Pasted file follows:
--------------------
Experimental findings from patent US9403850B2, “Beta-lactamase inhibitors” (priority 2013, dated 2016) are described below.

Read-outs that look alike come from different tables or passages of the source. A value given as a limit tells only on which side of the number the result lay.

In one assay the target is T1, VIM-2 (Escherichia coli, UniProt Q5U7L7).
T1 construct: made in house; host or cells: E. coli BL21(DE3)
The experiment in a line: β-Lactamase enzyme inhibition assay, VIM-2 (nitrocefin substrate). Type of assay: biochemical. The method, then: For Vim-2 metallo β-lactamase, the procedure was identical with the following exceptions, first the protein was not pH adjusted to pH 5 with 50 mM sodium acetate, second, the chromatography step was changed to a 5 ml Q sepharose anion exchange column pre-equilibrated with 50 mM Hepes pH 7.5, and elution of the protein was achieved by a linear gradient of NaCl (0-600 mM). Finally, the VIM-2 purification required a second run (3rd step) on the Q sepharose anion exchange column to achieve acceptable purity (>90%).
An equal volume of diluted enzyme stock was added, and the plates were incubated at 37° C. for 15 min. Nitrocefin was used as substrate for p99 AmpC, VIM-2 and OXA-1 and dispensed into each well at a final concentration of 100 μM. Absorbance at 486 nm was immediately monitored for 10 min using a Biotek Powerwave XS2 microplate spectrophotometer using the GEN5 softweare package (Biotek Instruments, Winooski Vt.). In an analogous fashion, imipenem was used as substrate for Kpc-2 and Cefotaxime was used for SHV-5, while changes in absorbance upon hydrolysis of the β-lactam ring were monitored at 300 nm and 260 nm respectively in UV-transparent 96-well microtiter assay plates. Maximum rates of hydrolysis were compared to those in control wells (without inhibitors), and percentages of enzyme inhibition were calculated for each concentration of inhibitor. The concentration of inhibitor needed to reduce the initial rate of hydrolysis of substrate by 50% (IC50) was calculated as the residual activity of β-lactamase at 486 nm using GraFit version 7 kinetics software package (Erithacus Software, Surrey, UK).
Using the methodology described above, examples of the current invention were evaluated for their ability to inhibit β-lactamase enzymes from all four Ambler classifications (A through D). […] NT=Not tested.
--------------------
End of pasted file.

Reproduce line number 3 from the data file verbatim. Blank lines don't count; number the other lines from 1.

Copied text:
In one assay the target is T1, VIM-2 (Escherichia coli, UniProt Q5U7L7).